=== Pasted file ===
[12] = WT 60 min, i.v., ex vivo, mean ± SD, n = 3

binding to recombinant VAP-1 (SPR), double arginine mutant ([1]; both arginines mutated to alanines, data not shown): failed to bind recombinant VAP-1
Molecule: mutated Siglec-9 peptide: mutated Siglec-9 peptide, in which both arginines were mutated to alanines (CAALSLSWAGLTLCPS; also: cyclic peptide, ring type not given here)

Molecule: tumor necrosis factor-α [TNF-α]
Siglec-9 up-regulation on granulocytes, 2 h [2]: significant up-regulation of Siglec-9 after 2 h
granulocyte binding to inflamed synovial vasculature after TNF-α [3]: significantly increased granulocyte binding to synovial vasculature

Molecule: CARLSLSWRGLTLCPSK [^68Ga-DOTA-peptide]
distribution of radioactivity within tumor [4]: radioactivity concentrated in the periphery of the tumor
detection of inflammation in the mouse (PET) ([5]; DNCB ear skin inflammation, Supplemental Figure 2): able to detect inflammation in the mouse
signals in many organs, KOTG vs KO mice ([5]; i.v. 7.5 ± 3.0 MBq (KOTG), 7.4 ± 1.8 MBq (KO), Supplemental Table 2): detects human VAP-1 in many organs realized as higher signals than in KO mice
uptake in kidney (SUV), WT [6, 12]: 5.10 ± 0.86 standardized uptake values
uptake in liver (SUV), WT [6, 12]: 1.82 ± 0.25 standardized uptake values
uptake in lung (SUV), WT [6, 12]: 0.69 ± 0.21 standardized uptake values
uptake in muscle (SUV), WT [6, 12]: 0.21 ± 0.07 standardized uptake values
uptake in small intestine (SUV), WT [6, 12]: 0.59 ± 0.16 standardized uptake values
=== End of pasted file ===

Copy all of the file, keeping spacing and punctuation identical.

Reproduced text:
[12] = WT 60 min, i.v., ex vivo, mean ± SD, n = 3

binding to recombinant VAP-1 (SPR), double arginine mutant ([1]; both arginines mutated to alanines, data not shown): failed to bind recombinant VAP-1
Molecule: mutated Siglec-9 peptide: mutated Siglec-9 peptide, in which both arginines were mutated to alanines (CAALSLSWAGLTLCPS; also: cyclic peptide, ring type not given here)

Molecule: tumor necrosis factor-α [TNF-α]
Siglec-9 up-regulation on granulocytes, 2 h [2]: significant up-regulation of Siglec-9 after 2 h
granulocyte binding to inflamed synovial vasculature after TNF-α [3]: significantly increased granulocyte binding to synovial vasculature

Molecule: CARLSLSWRGLTLCPSK [^68Ga-DOTA-peptide]
distribution of radioactivity within tumor [4]: radioactivity concentrated in the periphery of the tumor
detection of inflammation in the mouse (PET) ([5]; DNCB ear skin inflammation, Supplemental Figure 2): able to detect inflammation in the mouse
signals in many organs, KOTG vs KO mice ([5]; i.v. 7.5 ± 3.0 MBq (KOTG), 7.4 ± 1.8 MBq (KO), Supplemental Table 2): detects human VAP-1 in many organs realized as higher signals than in KO mice
uptake in kidney (SUV), WT [6, 12]: 5.10 ± 0.86 standardized uptake values
uptake in liver (SUV), WT [6, 12]: 1.82 ± 0.25 standardized uptake values
uptake in lung (SUV), WT [6, 12]: 0.69 ± 0.21 standardized uptake values
uptake in muscle (SUV), WT [6, 12]: 0.21 ± 0.07 standardized uptake values
uptake in small intestine (SUV), WT [6, 12]: 0.59 ± 0.16 standardized uptake values